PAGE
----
T: Can we look at the Lei Shen fight and talk a little bit about its evolution? You said on the Warcraft blog that it started out with the mechanic of a battery, but I don’t quite understand how it went from this idea that some of it charges into the boss that you have now.
I: The original idea was that we knew we wanted some kind of intermission phase, like we had on the Ragnaros encounter, where between key phases of the fight he is powering up, or something along those lines. One thought was that was, okay, he is this powerful Mogu, crackling with electricity, but after a certain period he becomes worn down and needs to go and recharge, like the curator fight back in Karazhan. That was the original concept, but we thought it would be more interesting, and someone had the very clever idea, of well, actually, what if he is just inherently a source of power? What if it’s not that he is running out of power, but actually the intermission is him channeling even more power into this structure? The dungeon art and the design of the entire wing of that dungeon actually evolved to reflect this concept. It was almost a kind of a living battle citadel that could be charged up by the Thunder King’s own energy to attack and to have defences that came to life and tried to harm the player.
The way the actual fight plays out, the platform that you fight him on has four quadrants, each of which has a pillar that activates a very specific, powerful defence. Lei Shen himself, if you keep him in the middle of the room or you move him around, he’s actually arcing electricity, arcing lighting, doing very heavy damage to the raid. If you move him to one of the corners of a platform, near one of the pillars, it kind of tethers him and his energy charges that pillar, activating that ability, but also empowering it more and more over the course of the fight, so the longer you spend in one quadrant, the more powerful that ability is going to be. You need to move him from section to section of the room and you choose the order in which you do this. You’re choosing which abilities he’s going to use when and how much they’re going to be powered by.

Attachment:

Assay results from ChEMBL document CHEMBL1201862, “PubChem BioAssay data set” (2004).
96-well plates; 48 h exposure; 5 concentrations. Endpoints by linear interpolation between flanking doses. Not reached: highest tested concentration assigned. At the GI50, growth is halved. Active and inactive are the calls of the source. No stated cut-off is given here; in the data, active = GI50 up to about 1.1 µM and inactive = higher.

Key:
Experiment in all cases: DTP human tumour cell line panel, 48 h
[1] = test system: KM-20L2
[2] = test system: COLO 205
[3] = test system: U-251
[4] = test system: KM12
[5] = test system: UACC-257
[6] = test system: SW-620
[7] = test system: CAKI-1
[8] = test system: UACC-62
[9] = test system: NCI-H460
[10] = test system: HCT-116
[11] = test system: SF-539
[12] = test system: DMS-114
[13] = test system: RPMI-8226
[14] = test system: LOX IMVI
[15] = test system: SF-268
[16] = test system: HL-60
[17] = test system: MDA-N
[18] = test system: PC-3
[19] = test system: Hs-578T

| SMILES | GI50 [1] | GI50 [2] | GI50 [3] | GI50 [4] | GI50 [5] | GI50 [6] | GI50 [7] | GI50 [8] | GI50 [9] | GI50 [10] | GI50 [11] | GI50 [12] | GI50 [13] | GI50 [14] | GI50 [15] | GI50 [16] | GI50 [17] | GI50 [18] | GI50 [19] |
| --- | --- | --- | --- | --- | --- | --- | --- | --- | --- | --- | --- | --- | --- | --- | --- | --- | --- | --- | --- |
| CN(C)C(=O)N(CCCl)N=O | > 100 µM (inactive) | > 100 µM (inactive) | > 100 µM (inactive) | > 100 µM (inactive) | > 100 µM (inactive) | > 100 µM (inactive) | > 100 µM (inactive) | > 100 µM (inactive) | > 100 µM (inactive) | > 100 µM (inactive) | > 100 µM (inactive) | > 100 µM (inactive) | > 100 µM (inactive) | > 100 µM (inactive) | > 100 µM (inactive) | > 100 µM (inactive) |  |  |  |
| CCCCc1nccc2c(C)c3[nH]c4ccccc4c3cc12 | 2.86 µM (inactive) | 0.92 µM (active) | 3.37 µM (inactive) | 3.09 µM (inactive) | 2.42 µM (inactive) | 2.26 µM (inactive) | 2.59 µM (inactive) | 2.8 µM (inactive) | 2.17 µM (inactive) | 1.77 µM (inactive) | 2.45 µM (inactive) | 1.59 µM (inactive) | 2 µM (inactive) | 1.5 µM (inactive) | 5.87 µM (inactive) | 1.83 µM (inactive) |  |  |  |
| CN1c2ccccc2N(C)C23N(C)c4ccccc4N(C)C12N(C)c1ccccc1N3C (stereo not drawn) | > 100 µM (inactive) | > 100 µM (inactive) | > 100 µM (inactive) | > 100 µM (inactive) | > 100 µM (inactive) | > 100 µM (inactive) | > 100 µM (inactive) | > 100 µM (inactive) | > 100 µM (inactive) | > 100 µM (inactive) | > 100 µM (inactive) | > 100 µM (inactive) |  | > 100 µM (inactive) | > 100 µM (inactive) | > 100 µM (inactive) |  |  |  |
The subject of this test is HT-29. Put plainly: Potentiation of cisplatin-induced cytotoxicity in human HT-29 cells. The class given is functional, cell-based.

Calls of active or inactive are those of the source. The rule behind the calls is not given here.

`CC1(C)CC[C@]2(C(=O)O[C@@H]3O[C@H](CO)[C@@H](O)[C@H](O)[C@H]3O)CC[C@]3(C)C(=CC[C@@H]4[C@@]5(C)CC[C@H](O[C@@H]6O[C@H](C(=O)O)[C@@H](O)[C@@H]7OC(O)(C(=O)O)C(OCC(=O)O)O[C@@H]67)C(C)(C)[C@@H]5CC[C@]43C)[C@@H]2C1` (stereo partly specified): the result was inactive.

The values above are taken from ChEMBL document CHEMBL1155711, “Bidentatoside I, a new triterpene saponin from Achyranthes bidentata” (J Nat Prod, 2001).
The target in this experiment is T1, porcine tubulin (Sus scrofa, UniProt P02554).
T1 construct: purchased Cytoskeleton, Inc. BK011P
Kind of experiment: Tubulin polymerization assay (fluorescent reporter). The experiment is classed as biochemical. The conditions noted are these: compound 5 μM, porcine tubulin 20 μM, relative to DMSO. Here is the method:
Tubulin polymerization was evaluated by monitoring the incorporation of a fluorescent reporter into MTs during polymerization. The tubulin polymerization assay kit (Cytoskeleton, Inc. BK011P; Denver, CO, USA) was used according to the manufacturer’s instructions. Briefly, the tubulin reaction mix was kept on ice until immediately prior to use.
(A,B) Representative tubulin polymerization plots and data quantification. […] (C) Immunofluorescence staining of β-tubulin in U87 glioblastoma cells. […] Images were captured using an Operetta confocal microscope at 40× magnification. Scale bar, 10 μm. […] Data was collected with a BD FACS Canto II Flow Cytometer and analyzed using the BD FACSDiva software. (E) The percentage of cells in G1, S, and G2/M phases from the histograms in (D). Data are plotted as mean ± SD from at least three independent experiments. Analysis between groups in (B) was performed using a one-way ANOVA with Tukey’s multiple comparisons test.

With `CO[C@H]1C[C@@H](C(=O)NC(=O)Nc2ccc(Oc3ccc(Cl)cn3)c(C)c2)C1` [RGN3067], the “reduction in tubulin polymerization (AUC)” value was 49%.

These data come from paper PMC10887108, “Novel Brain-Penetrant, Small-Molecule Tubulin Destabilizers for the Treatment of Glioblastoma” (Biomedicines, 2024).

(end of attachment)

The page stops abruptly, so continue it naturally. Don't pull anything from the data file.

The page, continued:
The intermission phase has him actually go to the center of the platform and this sort of custom device comes out of the ground that lets him charge up all four corners of the room simultaneously and so his own abilities are taken out of the fight during the intermission. Normally during the pacing of the fight, during the main phases, he has his own weapon-based attacks, plus the one ability from the one quadrant you’re in. When he goes to the middle of the room in the intermissions, he stops attacking, but you have to deal with all four quadrant abilities simultaneously. That’s the overall sort of ebb-and-flow pacing of the fight.